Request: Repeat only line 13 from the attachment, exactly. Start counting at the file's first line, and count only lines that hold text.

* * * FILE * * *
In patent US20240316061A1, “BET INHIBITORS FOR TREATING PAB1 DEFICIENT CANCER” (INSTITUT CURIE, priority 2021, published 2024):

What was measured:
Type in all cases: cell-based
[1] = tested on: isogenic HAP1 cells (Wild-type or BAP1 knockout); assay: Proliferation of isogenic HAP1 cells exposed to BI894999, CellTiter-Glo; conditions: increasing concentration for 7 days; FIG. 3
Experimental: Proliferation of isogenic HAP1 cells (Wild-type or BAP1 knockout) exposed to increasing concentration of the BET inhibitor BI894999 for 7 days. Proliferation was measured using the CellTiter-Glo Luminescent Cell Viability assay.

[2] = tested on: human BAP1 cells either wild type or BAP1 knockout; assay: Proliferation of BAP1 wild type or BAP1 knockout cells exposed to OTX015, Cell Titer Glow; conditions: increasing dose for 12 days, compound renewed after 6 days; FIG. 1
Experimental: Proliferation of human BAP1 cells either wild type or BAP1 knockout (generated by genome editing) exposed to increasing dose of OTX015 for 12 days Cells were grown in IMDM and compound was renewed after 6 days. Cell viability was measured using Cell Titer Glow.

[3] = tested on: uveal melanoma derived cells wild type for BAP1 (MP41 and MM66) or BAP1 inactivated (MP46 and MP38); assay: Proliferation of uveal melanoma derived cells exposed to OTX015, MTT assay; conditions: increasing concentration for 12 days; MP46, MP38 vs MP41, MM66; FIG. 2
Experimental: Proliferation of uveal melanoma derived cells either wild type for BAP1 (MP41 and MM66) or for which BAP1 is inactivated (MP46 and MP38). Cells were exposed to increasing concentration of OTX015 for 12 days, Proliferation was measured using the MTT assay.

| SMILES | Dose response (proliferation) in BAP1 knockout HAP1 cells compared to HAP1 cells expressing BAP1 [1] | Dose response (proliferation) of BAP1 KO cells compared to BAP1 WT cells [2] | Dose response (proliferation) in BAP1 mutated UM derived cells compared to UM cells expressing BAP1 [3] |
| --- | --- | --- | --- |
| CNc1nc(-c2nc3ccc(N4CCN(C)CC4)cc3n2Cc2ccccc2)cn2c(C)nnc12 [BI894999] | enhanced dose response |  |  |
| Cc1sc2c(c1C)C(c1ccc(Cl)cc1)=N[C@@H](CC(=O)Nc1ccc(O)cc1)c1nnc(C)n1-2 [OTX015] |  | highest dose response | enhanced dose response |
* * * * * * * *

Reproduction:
| Cc1sc2c(c1C)C(c1ccc(Cl)cc1)=N[C@@H](CC(=O)Nc1ccc(O)cc1)c1nnc(C)n1-2 [OTX015] |  | highest dose response | enhanced dose response |